Keep in Mind That Your Major Isn’t the End-All, Be-All of Your Career

What you learn in school does not predict nor guarantee anything about your post-grad life. Laurise McMillian, a former digital communications major and current social media community manager at Refinery29, says, “I accredit most of my success to networking and hustling hard. The reason I was able to attend certain events and get the internships that I did, even while at community college, was because I applied like crazy, followed up like crazy, and did whatever was necessary to get my foot in the door! I took away so, so much from school, but my major is not the primary reason I’m able to say that I got my dream job at Refinery29.”

Your own action will create your life, not what you study. Whether you’re learning valuable lessons from your major or not getting out of it want you want, it’s still beneficial to supplement what you’re learning in school with real-world experience. Potential employers may glance at your degree when they review your résumé, but it’s the extra initiative you take outside of class that will make you stand out.

Take Your Parents’ Advice With a Grain of Salt

This is not to say that you shouldn’t seek guidance from others if you’re not sure what to do. There’s nothing wrong with asking your parents or a trusted source for their thoughts and advice. But, understandably, parents sometimes have their own plans and ideas of what you should study, and they may not always align with what you want. In fact, when we asked Lauren for her advice to students on choosing a major, she simply tells us, “Don’t listen to your parents. You have to enjoy what you do. Try new things and go with whichever one you’re most passionate about. That gut feeling does matter!”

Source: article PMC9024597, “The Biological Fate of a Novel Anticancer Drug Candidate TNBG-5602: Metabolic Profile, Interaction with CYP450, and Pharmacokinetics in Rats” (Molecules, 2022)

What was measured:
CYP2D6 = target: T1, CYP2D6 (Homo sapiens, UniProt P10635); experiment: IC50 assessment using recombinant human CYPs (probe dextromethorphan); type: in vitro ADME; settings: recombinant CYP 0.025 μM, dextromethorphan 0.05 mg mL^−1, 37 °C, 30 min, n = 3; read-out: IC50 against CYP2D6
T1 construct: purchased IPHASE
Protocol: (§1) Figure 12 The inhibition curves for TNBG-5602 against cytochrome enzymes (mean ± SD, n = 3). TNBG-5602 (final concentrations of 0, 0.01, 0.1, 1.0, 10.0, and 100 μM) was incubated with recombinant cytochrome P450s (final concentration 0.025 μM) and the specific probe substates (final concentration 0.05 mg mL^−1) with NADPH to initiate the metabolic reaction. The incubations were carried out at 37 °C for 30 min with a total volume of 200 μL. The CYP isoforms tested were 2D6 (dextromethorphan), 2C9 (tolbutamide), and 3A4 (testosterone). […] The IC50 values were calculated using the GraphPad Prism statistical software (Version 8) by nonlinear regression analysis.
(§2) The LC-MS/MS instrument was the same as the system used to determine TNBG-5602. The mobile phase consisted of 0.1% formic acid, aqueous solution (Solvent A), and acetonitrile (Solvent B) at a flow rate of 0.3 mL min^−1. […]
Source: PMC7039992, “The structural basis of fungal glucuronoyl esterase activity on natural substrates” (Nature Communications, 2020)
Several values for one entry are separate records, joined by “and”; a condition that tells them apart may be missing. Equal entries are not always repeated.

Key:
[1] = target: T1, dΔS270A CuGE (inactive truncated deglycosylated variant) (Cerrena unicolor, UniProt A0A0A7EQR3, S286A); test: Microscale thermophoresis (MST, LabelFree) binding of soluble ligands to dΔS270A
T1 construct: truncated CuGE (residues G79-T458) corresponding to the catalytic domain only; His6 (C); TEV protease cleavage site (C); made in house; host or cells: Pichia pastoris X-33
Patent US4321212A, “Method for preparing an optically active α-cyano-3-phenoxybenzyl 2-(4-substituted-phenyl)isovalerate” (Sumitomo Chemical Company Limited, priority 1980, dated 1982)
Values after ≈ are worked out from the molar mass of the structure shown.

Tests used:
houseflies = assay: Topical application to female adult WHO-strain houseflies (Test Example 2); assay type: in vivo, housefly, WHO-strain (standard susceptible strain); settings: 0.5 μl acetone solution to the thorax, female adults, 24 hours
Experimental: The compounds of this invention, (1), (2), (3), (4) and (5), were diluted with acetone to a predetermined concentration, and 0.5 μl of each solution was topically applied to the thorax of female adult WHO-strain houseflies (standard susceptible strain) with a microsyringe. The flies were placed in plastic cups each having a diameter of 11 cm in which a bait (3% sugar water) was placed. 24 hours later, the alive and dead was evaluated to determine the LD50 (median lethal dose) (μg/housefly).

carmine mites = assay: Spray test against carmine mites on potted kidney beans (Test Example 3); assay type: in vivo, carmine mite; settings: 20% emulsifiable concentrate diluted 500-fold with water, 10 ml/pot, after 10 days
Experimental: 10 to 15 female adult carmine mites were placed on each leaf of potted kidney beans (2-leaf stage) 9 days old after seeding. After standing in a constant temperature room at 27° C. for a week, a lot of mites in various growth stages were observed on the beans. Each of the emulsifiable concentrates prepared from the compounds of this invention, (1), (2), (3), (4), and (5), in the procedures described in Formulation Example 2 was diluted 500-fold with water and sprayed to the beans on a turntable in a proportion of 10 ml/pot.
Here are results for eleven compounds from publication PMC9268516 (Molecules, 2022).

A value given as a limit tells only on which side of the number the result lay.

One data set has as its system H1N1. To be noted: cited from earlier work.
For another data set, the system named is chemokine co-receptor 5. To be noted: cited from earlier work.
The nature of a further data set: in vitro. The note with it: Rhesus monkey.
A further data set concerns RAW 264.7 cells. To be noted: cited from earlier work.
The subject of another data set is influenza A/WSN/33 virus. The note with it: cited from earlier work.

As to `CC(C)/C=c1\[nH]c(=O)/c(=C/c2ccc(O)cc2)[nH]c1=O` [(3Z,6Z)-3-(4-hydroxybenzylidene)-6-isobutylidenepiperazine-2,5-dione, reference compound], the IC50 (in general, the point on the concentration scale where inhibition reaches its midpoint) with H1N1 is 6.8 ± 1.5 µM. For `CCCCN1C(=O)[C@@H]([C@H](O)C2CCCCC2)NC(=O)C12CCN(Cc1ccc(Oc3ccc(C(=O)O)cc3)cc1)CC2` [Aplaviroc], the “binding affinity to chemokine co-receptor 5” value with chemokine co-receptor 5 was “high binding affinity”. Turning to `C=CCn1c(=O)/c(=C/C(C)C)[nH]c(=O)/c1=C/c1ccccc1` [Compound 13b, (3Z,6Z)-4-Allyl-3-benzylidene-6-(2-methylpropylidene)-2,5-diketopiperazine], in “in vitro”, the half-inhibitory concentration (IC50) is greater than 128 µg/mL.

Whether your family is paying for your education or they’re adamant about you pursuing a certain career, it can be hard to ignore what they tell you. But remember: You are the one who will be putting in the hard work to earn the degree, and it’s going to affect the career that you pursue. At the end of the day, the decision is up to you.

How did you choose your major? Let us know in the comments below!

Featured photo by @justsuzethings.

One Comment
  1. This is such great advice. I always thought I needed to study exactly what I was planning to go into, but I realized later in my college career that it wasn’t so cut-and-dry. I always wish I had known that before, which is why I love this article so much. Great job, Brittney!